Now on to the more obscure recommendation of the day -- David Lynch's newest movie, "Inland Empire". I traveled through two counties to find a copy to rent, and found just one, which of course no one else bothered to rent or even notice. My good fortune!

"Inland Empire" is a three hour dream/nightmare and the companion disc is even longer, chock full of behind the scenes info. What's the movie about? Well it's kind of like stretching Lynch's subconscious musings over your own brain, raiding someone else's dreams and never being sure if you'll ever find your way out. Mysterious or meaningless, it all depends on you.

Actress Laura Dern plays an actress, who is cast in soap-opera style movie, which, it turns out is based on a script which has been cursed by Polish gypsies. And yeah, that makes me laugh to just write that down. As with most all of Lynch's work, there is mystery and character doubling and even a symbolic family of rabbits added for ... well, I'd have to watch it a few more times to figure that out.

I suppose you could say the movie is about the abuse of women (with the subtitle "A Woman In Trouble"), but it's also about how Lynch uses the screen as a canvas for abstract expression. On the extras disc, there is a fascinating behind the scenes collection of Lynch overseeing the large and the tiny elements to this movie, one of the best examples ever of how he works. He absolutely has this movie as a finished product in his mind, even though it may seem to be nothing more than a collection of his abstractions. Still, he certainly knows how to make his imaginings find life on the screen.

It was all shot on digital video, so at times the movie has the intimacy and immediacy of a news report or a home movie, sometimes so close it becomes claustrophobic, all blended together. Yes, I like the movie, though non-Lynch fans will think it dull and pointless. It isn't. It's a major mark from a truly cinematic composer.

Which brings me to the best DVD news I've heard in a long time. Warner Brothers is releasing both boxed-sets and individual DVDs for Stanley Kubrick's movies: "2001: A Space Odyssey", "A Clockwork Orange", "The Shining," "Full Metal Jacket", and "Eyes Wide Shut." These double discs are loaded with extras, like commentary from Malcolm McDowell for "Clockwork", and the movies are finally remastered in widescreen. And also, "Eyes Wide Shut" will be offered in the unrated and rated versions, so those digital additions made to the orgy scene for the US release will be gone!!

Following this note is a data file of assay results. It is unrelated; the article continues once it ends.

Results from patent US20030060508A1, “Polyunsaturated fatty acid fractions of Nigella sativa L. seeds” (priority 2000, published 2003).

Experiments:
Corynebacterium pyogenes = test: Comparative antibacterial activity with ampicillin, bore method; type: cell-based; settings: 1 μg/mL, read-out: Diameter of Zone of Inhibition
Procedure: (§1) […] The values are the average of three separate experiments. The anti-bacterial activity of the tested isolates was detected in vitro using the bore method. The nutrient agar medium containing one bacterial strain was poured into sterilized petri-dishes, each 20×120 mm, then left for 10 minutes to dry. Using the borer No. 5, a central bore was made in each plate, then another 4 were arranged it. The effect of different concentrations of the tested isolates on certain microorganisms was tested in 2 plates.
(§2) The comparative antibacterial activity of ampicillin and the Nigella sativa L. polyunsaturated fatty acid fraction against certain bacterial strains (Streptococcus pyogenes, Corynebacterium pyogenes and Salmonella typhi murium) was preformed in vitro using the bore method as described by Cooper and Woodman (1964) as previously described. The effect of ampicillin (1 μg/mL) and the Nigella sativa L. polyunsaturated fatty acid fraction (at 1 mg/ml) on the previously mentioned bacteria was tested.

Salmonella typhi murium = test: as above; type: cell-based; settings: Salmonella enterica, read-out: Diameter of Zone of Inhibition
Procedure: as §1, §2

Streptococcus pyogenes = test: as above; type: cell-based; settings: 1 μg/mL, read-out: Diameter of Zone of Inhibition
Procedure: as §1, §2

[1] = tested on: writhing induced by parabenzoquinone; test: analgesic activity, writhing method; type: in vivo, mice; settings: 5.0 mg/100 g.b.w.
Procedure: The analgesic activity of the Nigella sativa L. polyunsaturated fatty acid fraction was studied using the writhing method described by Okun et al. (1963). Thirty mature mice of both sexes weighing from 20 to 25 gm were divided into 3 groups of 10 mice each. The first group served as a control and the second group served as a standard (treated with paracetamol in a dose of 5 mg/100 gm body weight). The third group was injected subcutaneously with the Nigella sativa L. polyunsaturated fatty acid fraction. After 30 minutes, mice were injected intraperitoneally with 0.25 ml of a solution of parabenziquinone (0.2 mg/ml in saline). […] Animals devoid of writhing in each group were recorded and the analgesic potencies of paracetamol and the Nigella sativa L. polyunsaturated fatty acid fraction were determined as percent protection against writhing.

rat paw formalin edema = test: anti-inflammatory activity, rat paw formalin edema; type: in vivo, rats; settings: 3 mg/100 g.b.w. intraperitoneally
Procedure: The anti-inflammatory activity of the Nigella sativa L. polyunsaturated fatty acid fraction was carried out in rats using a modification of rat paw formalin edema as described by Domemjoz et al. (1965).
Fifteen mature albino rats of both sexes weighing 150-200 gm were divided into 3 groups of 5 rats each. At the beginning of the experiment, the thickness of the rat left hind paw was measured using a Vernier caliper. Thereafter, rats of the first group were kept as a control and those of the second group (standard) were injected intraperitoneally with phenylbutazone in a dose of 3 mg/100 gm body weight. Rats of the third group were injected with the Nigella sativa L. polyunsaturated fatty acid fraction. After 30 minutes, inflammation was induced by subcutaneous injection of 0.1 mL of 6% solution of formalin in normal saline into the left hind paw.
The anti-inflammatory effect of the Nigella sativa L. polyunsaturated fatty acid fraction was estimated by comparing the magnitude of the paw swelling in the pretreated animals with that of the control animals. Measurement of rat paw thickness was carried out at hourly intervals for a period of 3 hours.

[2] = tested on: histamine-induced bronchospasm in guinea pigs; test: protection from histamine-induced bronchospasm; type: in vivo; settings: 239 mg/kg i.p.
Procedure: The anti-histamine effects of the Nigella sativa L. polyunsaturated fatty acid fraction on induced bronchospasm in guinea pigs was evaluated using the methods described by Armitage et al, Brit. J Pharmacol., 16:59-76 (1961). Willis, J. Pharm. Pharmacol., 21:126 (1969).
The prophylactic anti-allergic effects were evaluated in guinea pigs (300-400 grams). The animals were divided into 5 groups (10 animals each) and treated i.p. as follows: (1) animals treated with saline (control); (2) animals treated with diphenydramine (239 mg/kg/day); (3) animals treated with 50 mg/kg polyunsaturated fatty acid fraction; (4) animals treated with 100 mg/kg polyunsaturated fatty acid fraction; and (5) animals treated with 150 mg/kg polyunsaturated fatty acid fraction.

I've been waiting for decent and original presentations of these classics, which hit the stores in late October.

UPDATE: Dennis Lim at Slate pegs the intentional look and feel of "Inland Empire", created by digital video:

Watch Inland Empire on the DVD that came out last week and you sense that this lurid, grubby fantasy springs from deep within the bowels of YouTube as much as from inside its heroine's muddy unconscious. The DV that Lynch has come to cherish is the medium of home movies, viral video, and pornography—the everyday media detritus we associate more with television and computer monitors than movie theaters, more with intimate or private viewing experiences than communal ones. And not only does Inland Empire often look like it belongs on the Internet, it also progresses with the darting, associative logic of hyperlinks."

Thursday, August 23, 2007

What the Heck is a 'Booze Belt'?

Some church folk and some business folk appealed to City Council members about where beer can be sold in the wee city of Morristown. The council approved a smaller boundary limit, from 500 to 150 feet. But the headline on the WBIR-TV report had me scratching my head:

"Booze Belt Loosened In Morristown"

It sounds kinda lewd. Sure hope Morristown has it's Booze Boxers (or Briefs) on. Please, oh please, no Booze Speedos.

The decision got the local comment boards rolling, and I thought this recent entry was most interesting:

Two weeks ago when the ordinance was first read and passed, Mayor Barile stated that no matter the outcome of this ordinance, we must remember that as a community, we live together, we work together, we play together, and we WORSHIP together. Behind me, one of the ministers grumbled, "No, I won't worship with her."

"And that my friends, is the scariest problem of all, scarier than if one person has a beer or two with their meal...That's the problem of HATRED which made me, a citizen of Morristown and Hamblen County extremely ashamed and saddened of how our religious "leaders" reacted to this and ashamed that they are unable to see things differently. No one has to agree, but that's the beauty of being an American. You can be Baptist, Catholic, or even Jewish and still have the same rights and freedoms as each other."

Now where did I leave my Booze-Mobile?

It's Working, Eventually, Maybe

First, we were successful.

Yesterday, it was like Vietnam.

Now, Tennesse's senators say the "strategy is working" although the U.S. needs to adopt the bill from Alexander to change the strategy. He also added that the US should not interfere with who is leading the Iraq government.


The Defense From Rep. Davis - Everyone Does It

Fudging the facts about campaign contributions, or just eliminating them from WikiPedia, as Congressman David Davis' PR Chief did, gets a fairly lame defense - everyone does it:

Moreover, we have learned that editing of Wikipedia files is a relatively common occurrence among many government and private sector offices."

Tom Humphrey's full report in the KNS is here.

Wednesday, August 22, 2007

Boy Suspended For Sketch That Kinda Looks Like Gun

Imaginary doodle or sign of insane violence? Maybe it's a teacher and principal who are already far too stressed out to remain in the public school system.